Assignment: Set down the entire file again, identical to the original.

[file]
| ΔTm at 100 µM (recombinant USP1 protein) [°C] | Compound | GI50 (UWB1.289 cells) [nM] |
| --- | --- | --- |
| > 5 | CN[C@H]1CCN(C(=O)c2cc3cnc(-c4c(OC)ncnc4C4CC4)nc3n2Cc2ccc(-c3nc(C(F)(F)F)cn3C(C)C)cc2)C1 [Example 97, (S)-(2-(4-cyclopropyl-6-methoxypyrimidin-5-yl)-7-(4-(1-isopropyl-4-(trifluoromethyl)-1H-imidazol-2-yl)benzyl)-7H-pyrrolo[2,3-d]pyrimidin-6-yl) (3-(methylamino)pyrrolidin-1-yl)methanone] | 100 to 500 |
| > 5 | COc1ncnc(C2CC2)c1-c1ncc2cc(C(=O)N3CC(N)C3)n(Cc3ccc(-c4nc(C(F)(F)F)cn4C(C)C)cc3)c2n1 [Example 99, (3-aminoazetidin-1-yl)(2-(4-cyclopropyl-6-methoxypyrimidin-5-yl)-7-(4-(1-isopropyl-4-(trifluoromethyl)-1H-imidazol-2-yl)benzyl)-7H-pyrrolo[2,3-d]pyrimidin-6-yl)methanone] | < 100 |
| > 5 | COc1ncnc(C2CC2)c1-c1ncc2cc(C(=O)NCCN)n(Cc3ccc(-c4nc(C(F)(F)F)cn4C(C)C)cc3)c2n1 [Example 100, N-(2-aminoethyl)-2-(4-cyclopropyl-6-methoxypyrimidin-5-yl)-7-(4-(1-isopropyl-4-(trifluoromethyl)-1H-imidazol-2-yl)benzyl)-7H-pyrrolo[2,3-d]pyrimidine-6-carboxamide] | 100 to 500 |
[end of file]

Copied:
| ΔTm at 100 µM (recombinant USP1 protein) [°C] | Compound | GI50 (UWB1.289 cells) [nM] |
| --- | --- | --- |
| > 5 | CN[C@H]1CCN(C(=O)c2cc3cnc(-c4c(OC)ncnc4C4CC4)nc3n2Cc2ccc(-c3nc(C(F)(F)F)cn3C(C)C)cc2)C1 [Example 97, (S)-(2-(4-cyclopropyl-6-methoxypyrimidin-5-yl)-7-(4-(1-isopropyl-4-(trifluoromethyl)-1H-imidazol-2-yl)benzyl)-7H-pyrrolo[2,3-d]pyrimidin-6-yl) (3-(methylamino)pyrrolidin-1-yl)methanone] | 100 to 500 |
| > 5 | COc1ncnc(C2CC2)c1-c1ncc2cc(C(=O)N3CC(N)C3)n(Cc3ccc(-c4nc(C(F)(F)F)cn4C(C)C)cc3)c2n1 [Example 99, (3-aminoazetidin-1-yl)(2-(4-cyclopropyl-6-methoxypyrimidin-5-yl)-7-(4-(1-isopropyl-4-(trifluoromethyl)-1H-imidazol-2-yl)benzyl)-7H-pyrrolo[2,3-d]pyrimidin-6-yl)methanone] | < 100 |
| > 5 | COc1ncnc(C2CC2)c1-c1ncc2cc(C(=O)NCCN)n(Cc3ccc(-c4nc(C(F)(F)F)cn4C(C)C)cc3)c2n1 [Example 100, N-(2-aminoethyl)-2-(4-cyclopropyl-6-methoxypyrimidin-5-yl)-7-(4-(1-isopropyl-4-(trifluoromethyl)-1H-imidazol-2-yl)benzyl)-7H-pyrrolo[2,3-d]pyrimidine-6-carboxamide] | 100 to 500 |